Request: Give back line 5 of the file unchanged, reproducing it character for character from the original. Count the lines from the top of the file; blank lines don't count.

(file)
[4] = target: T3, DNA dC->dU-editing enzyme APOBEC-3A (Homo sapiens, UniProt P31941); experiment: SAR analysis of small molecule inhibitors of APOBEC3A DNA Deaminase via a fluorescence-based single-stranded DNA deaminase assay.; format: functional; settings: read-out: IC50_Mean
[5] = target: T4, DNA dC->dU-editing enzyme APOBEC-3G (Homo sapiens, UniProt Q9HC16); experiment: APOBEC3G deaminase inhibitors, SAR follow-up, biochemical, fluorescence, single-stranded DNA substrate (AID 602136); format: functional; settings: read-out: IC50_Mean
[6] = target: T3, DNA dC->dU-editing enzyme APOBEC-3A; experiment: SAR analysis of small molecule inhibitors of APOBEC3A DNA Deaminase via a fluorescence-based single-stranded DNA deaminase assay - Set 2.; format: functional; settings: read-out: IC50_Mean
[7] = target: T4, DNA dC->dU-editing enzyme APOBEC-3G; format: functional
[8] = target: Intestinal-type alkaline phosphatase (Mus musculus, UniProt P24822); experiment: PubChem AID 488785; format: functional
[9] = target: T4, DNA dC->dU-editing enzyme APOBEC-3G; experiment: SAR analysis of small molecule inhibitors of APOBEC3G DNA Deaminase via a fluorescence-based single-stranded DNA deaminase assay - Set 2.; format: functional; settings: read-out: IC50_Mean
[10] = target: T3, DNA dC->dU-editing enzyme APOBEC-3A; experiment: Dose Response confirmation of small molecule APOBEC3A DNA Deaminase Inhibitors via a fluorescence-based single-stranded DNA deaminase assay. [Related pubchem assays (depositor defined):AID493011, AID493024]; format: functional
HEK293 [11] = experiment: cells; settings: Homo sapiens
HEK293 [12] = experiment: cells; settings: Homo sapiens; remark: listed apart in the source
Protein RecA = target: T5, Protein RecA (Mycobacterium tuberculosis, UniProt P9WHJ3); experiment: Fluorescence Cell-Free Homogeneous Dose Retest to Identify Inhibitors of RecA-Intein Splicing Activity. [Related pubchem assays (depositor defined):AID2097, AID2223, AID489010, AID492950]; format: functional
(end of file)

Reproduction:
[8] = target: Intestinal-type alkaline phosphatase (Mus musculus, UniProt P24822); experiment: PubChem AID 488785; format: functional